The Seventh Circuit
In In re River Road Hotel Partners , No. 09 B 30029, 2010 Bankr. LEXIS 5933 (Bankr. N.D. Ill. Oct. 5, 2010), the Bankruptcy Court for the Northern District of Illinois adopted Ambro’s reasoning in holding that a cramdown plan may not preclude a secured creditor from credit bidding. The case was appealed directly to the Seventh Circuit, which affirmed, thus creating a split in the circuits.
The court essentially followed Ambro’s lead in rejecting the Philadelphia Newspapers majority’s holding. The court set out its rationale in two steps. First, it pointed out that the plain language of Section 1129(b)(2)(A) does not unambiguously state that secured creditors may be precluded from credit bidding. Second, it concluded that the Philadelphia Newspapers holding violates cardinal canons of statutory construction: Statutory text should be interpreted to avoid any clause being rendered superfluous, and it should not be read to create a conflict with other sections of the same statute.
The Seventh Circuit addressed the debtor’s contention that the plain language of Section 1129(b)(2)(A) allows for confirmation of a cramdown plan that precludes credit bidding, so long as the secured creditor receives the “indubitable equivalent” of the collateral’s value under Subsection (iii). Citing Ambro’s dissent, the court explained that “nothing in the text of Section 1129(b)(2)(A) directly indicates whether Subsection (iii) can be used to confirm any type of plan or if it can be used to confirm plans that propose disposing of assets in ways that can be distinguished from those covered by Subsections (i) and (ii).” Because “there are two plausible interpretations” as to whether Subsection (iii) has “global applicability” (under Philadelphia Newspapers ) or has “a much more limited scope” (as Ambro argued in dissent), the court concluded that the statute does not have a single plain meaning.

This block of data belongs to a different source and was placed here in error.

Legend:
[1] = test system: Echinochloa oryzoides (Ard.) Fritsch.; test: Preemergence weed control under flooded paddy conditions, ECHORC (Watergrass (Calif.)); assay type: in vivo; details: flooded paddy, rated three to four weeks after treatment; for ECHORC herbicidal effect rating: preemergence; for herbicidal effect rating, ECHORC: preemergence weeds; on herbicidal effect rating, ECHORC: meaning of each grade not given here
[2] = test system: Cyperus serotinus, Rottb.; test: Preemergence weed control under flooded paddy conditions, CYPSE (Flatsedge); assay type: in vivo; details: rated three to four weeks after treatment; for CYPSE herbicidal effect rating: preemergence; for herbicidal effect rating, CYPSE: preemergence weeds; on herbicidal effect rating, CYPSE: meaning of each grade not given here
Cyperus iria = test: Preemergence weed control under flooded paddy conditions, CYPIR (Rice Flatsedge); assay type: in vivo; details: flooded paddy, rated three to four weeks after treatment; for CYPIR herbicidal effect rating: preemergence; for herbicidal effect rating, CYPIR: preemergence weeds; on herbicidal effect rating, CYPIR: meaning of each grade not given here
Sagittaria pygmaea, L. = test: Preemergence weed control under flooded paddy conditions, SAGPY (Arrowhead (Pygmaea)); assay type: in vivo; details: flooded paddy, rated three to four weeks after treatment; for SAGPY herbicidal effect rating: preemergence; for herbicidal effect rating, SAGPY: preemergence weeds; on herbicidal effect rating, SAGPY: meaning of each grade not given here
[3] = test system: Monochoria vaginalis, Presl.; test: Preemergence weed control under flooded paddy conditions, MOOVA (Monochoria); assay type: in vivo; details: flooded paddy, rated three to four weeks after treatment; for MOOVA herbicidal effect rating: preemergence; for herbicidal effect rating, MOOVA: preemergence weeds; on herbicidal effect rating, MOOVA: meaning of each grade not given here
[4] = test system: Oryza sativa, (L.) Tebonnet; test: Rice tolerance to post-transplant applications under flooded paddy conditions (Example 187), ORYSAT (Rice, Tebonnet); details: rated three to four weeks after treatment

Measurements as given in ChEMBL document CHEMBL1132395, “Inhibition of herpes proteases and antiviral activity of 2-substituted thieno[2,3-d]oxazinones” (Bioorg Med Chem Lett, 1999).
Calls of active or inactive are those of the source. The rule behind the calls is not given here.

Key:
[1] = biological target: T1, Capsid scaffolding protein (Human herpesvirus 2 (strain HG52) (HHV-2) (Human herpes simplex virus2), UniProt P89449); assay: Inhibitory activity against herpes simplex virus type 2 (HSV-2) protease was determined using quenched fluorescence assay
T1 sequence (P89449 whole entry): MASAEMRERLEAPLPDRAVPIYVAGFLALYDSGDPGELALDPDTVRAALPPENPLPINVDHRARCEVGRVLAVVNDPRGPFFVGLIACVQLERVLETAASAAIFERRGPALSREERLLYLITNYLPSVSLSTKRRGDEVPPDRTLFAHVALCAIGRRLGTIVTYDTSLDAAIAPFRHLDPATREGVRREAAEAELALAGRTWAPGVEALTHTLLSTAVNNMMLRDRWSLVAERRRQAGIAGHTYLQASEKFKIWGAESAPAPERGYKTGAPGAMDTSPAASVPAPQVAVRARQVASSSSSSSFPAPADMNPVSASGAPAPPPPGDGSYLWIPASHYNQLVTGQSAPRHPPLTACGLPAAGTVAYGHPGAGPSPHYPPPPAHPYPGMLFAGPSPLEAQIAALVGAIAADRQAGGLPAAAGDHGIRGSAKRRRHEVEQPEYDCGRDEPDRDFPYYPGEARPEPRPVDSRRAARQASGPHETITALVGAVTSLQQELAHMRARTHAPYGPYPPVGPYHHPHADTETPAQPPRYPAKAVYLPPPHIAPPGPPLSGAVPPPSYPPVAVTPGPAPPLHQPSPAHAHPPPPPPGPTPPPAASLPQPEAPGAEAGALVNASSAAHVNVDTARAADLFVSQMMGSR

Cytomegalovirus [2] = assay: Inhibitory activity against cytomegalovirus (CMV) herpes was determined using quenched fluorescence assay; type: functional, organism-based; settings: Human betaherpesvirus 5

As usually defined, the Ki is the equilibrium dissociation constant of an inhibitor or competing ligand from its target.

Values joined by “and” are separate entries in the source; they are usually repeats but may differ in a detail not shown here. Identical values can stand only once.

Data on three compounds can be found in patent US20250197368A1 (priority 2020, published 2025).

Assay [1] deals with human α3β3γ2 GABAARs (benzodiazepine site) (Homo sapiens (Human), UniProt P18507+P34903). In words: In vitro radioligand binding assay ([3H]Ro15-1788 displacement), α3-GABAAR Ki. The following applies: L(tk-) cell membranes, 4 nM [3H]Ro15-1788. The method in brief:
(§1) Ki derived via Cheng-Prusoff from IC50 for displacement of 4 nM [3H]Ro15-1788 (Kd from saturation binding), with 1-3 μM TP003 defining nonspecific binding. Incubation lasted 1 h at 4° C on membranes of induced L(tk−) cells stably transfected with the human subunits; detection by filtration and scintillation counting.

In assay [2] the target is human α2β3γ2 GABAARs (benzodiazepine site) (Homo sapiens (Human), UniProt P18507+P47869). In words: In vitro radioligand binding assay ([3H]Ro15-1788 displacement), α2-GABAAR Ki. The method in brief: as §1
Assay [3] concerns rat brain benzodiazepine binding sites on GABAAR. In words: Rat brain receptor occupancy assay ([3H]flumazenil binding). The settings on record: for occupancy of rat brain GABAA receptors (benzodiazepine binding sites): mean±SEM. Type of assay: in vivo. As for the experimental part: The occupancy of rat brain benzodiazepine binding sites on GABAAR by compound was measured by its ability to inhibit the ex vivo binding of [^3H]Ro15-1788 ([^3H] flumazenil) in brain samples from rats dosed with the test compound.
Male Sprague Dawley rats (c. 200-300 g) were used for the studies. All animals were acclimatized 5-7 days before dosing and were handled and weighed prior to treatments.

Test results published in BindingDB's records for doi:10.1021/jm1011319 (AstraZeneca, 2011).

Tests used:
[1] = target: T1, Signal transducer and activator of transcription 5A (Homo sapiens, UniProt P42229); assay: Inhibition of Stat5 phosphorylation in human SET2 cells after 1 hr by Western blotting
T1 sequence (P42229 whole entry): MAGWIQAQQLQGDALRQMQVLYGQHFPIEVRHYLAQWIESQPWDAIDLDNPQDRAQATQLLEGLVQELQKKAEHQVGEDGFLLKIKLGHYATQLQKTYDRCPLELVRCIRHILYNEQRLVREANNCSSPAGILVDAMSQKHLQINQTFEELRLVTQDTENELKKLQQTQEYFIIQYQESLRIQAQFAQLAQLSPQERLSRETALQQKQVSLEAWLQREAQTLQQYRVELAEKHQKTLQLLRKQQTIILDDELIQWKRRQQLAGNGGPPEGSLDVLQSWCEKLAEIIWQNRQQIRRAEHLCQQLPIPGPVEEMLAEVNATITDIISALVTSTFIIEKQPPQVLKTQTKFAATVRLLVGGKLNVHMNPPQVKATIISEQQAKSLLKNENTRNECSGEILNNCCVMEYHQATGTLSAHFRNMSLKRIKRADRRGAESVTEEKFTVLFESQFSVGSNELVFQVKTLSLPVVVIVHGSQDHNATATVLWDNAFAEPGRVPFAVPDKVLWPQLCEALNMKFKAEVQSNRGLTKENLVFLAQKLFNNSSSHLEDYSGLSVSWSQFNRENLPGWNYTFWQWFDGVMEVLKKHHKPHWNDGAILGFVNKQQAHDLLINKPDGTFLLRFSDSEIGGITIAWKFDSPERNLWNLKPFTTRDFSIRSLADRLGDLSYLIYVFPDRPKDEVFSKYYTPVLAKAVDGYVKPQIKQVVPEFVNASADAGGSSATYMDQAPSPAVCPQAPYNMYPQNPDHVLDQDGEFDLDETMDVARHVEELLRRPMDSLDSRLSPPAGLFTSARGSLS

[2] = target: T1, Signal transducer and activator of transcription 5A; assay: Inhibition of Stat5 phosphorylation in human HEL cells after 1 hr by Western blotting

Moreover, even analyzing Subsection (iii) in isolation, the court expressed doubt as to whether a cramdown plan precluding a secured creditor from credit bidding could provide value that is the “indubitable equivalent” of the collateral’s value. The court reasoned that establishing the “indubitable equivalent” of an asset’s value in the absence of a market check creates a basic problem with respect to valuation:
Determining the value of an undersecured creditor’s claim is problematic because it is usually difficult to discern the current market value of the types of assets that are sold in corporate bankruptcies. The code recognizes two basic mechanisms for solving these types of valuation problems: judicial valuation of an asset’s value, 11 U.S.C. § 506(a)(1), and free market valuation of an asset’s value as established in an open auction, 11 U.S.C. §§ 363(k), 1129(b)(2)(A). The debtors argue that, because their proposed plans would sell their assets at an open auction and the lenders would receive the proceeds from these sales, the free market will determine the assets’ current values and the lenders will receive the indubitable equivalent of their secured claims.